After finding some baby eggplant at the Thai market, I wanted to find a great recipe to use them in, so of course I went to Tyler. He had two recipes that I was torn between, in what is probably my favorite Tyler cookbook; Eat This Book: Cooking With Global Fresh Flavors. (In addition to the great recipes in this book, sometimes I just like to stare at the cover!)
The first recipe had the eggplant sliced in a curry sauce and then there was this one for Baby Eggplants Stuffed with Lamb, Lemon and Mint, made with ground meat, tomato and spices. I had a tough time choosing, but the idea of stuffing the little eggplant won out. Ground lamb is a bit "hit or miss" to find here, so I used some ground buffalo which is rich tasting, leaner than lamb and has lots of protein.
This recipe can also be found at the Food Network site (as Stuffed Baby Eggplant from Food 911) here, and is on page 58 of Eat This Book.
Tyler says: "Lamb and eggplant is a combination that travels across the culinary map from Northern Africa to the Mediterranean and the Middle East. This is my take on a Turkish dish of stuffed eggplants called imam bayildi--stuffed eggplant. If you can't find ground lamb, ground beef or pork will work just as well."
Stuffed Baby Eggplant (with Buffalo, Lemon and Mint)
8 baby eggplants, about the size of a lemon
1/4 cup extra-virgin olive oil
6 shallots, minced
4 garlic cloves
2 pounds ground lamb* (The book says 1 lb)
3 large vine-ripe tomatoes, peeled and finely chopped
Sea salt and freshly ground black pepper
1 small bunch fresh flat-leaf parsley, finely chopped, reserve some for garnish
1 tablespoon finely chopped fresh mint leaves
1 lemon, juiced
3/4 cup chicken stock
1 lemon, sliced paper-thin
Preheat the oven to 350 degrees F.
Using a paring knife, cut a wedge out of each eggplant, from stem to base, just large enough to stick a spoon inside and scoop out the flesh inside. Discard the flesh you scoop out.
Coat a large saute pan with the oil and place over medium flame. Lightly fry the eggplants on all sides, until slightly charred and blistered; remove to a platter and set aside.
Return the pan to the heat and add the shallots and garlic, saute for 5 minutes, until soft and golden brown. Add the ground lamb to the pan and brown the meat well, breaking it up with a wooden spoon. Stir in the tomatoes, combine well, and let simmer for 5 minutes; season with salt and pepper. Toss in a couple of handfuls of the parsley, the mint, and lemon juice; continue to cook for 2 to 3 minutes. Remove the pan from the heat and let the stuffing cool slightly. Using a spoon, stuff the lamb filling into the eggplants until they feel full, but not overly packed.
Arrange the eggplants in a single layer in a large saucepan, pour the chicken stock over them and lay the lemon slices on top of each eggplant, drizzle with some more olive oil. Bake for 20 to 30 minutes, or until fork tender.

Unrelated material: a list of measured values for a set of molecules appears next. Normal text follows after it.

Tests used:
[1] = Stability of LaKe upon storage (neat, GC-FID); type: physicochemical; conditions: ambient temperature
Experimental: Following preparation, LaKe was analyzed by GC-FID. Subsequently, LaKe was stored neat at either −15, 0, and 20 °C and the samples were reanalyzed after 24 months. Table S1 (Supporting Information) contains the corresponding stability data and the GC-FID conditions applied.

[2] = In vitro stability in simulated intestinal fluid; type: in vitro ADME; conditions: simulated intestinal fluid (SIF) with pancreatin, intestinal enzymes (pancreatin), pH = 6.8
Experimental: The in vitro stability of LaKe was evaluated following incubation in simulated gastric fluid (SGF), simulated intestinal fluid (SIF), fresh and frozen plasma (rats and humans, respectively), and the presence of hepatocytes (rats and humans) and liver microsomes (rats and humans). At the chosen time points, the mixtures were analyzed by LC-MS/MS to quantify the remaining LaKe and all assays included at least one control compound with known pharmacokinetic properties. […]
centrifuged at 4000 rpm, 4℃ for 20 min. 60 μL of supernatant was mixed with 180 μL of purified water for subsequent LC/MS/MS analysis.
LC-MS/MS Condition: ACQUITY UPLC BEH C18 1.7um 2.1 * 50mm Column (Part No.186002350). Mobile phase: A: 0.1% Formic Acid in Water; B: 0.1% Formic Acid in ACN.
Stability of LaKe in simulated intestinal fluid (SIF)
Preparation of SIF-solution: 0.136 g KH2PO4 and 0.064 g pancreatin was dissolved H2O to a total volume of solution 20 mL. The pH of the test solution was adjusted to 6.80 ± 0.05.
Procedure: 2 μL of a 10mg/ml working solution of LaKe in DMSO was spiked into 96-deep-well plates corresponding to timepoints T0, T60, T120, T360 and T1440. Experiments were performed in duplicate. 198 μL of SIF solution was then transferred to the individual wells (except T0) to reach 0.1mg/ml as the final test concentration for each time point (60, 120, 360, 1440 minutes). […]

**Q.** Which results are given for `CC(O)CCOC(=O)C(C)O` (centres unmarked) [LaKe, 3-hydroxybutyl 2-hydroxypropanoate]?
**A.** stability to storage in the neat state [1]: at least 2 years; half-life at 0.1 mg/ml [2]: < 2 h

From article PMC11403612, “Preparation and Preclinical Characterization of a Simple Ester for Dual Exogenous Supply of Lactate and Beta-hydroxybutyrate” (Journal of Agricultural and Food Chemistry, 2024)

Garnish with fresh parsley before serving.
Notes/Results: Yum! I loved the lemon and mint and the way it complimented the ground meat, tomato and eggplant. There were no pictures of this dish and I wasn't quite sure how it was supposed to look so I just went for it. My baby eggplants were a bit smaller than lemons (as the recipe specifies), they were more like small limes so I watched the cooking time carefully so as not to have "mushy" eggplant, (A pet peeve of mine). I baked these for just about 20 minutes and they seemed right. I also cut the stuffing recipe in half and still had just a bit leftover from my eleven little eggplant. A note; the Internet recipe above, makes a larger quantity of stuffing than then book does, (the book calls for 1 lb lamb, two tomatoes, 1/2 bunch of parley, etc.) and the book's proportions make more sense based on the size and amount of eggplant you are stuffing with the mixture.
These were great served with some leftover Israeli couscous and raita (cucumber-yogurt sauce), that I made from a cookbook I am reviewing, (I will post that review early next week). I think that with the smaller eggplant, they would also be fun as an appetizer, passed on little plates. The flavor was good, but I think next time, I would add some cayenne or some hot pepper to the mix--just for a little pop. My raita had some spice and it really added to the flavor. Not the prettiest dish in town but it is tasty and I would make them again. And BTW, since I had such a hard time choosing between this recipe and the curry dish, I bought some more eggplant today and will be making that dish for next week.
You can see what recipes the other Tyler Florence Friday participants selected for this week and what they thought of them by going to the TFF website here.
Happy Aloha Friday! Have a great weekend!